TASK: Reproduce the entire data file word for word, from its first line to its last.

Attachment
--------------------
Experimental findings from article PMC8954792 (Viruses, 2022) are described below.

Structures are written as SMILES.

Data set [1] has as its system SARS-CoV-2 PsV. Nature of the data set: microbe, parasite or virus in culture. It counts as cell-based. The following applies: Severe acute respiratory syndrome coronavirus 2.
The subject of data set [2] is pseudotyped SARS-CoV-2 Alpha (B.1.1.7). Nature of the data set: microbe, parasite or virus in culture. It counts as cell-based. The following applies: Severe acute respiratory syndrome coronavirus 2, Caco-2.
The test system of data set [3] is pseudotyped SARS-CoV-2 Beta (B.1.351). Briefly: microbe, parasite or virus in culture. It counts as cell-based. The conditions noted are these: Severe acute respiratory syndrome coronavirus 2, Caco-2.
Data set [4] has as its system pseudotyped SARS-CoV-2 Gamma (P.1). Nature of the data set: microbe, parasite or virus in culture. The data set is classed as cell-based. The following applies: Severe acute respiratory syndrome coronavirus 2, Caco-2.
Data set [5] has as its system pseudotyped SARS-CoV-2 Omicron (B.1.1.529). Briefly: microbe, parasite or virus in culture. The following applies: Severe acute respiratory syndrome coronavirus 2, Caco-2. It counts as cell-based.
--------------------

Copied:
Experimental findings from article PMC8954792 (Viruses, 2022) are described below.

Structures are written as SMILES.

Data set [1] has as its system SARS-CoV-2 PsV. Nature of the data set: microbe, parasite or virus in culture. It counts as cell-based. The following applies: Severe acute respiratory syndrome coronavirus 2.
The subject of data set [2] is pseudotyped SARS-CoV-2 Alpha (B.1.1.7). Nature of the data set: microbe, parasite or virus in culture. It counts as cell-based. The following applies: Severe acute respiratory syndrome coronavirus 2, Caco-2.
The test system of data set [3] is pseudotyped SARS-CoV-2 Beta (B.1.351). Briefly: microbe, parasite or virus in culture. It counts as cell-based. The conditions noted are these: Severe acute respiratory syndrome coronavirus 2, Caco-2.
Data set [4] has as its system pseudotyped SARS-CoV-2 Gamma (P.1). Nature of the data set: microbe, parasite or virus in culture. The data set is classed as cell-based. The following applies: Severe acute respiratory syndrome coronavirus 2, Caco-2.
Data set [5] has as its system pseudotyped SARS-CoV-2 Omicron (B.1.1.529). Briefly: microbe, parasite or virus in culture. The following applies: Severe acute respiratory syndrome coronavirus 2, Caco-2. It counts as cell-based.